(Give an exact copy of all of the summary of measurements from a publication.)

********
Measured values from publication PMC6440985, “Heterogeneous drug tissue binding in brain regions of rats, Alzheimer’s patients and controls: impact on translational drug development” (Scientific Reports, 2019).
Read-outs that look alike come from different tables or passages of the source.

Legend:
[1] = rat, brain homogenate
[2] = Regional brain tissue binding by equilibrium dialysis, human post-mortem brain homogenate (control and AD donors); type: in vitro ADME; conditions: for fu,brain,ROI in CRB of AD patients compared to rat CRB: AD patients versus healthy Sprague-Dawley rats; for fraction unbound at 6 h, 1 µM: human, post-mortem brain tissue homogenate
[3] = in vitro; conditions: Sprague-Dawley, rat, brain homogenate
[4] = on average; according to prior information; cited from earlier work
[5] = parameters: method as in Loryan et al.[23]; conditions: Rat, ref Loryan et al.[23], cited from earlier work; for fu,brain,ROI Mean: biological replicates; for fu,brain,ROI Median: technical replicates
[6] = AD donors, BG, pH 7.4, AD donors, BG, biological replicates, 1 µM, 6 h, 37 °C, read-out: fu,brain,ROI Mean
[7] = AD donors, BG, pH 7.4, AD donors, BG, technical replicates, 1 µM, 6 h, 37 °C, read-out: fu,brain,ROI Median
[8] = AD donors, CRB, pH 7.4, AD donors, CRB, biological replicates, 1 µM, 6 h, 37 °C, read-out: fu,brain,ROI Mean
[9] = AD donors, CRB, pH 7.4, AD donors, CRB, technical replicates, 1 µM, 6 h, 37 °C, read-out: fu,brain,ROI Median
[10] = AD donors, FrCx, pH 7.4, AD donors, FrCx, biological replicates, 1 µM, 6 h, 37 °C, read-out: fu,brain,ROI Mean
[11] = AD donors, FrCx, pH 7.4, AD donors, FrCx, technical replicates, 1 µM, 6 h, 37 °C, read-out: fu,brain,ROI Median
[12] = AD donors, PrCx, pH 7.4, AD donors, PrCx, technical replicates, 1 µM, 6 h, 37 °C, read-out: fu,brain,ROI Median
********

Measured values from publication PMC6440985, “Heterogeneous drug tissue binding in brain regions of rats, Alzheimer’s patients and controls: impact on translational drug development” (Scientific Reports, 2019).
Read-outs that look alike come from different tables or passages of the source.

Legend:
[1] = rat, brain homogenate
[2] = Regional brain tissue binding by equilibrium dialysis, human post-mortem brain homogenate (control and AD donors); type: in vitro ADME; conditions: for fu,brain,ROI in CRB of AD patients compared to rat CRB: AD patients versus healthy Sprague-Dawley rats; for fraction unbound at 6 h, 1 µM: human, post-mortem brain tissue homogenate
[3] = in vitro; conditions: Sprague-Dawley, rat, brain homogenate
[4] = on average; according to prior information; cited from earlier work
[5] = parameters: method as in Loryan et al.[23]; conditions: Rat, ref Loryan et al.[23], cited from earlier work; for fu,brain,ROI Mean: biological replicates; for fu,brain,ROI Median: technical replicates
[6] = AD donors, BG, pH 7.4, AD donors, BG, biological replicates, 1 µM, 6 h, 37 °C, read-out: fu,brain,ROI Mean
[7] = AD donors, BG, pH 7.4, AD donors, BG, technical replicates, 1 µM, 6 h, 37 °C, read-out: fu,brain,ROI Median
[8] = AD donors, CRB, pH 7.4, AD donors, CRB, biological replicates, 1 µM, 6 h, 37 °C, read-out: fu,brain,ROI Mean
[9] = AD donors, CRB, pH 7.4, AD donors, CRB, technical replicates, 1 µM, 6 h, 37 °C, read-out: fu,brain,ROI Median
[10] = AD donors, FrCx, pH 7.4, AD donors, FrCx, biological replicates, 1 µM, 6 h, 37 °C, read-out: fu,brain,ROI Mean
[11] = AD donors, FrCx, pH 7.4, AD donors, FrCx, technical replicates, 1 µM, 6 h, 37 °C, read-out: fu,brain,ROI Median
[12] = AD donors, PrCx, pH 7.4, AD donors, PrCx, technical replicates, 1 µM, 6 h, 37 °C, read-out: fu,brain,ROI Median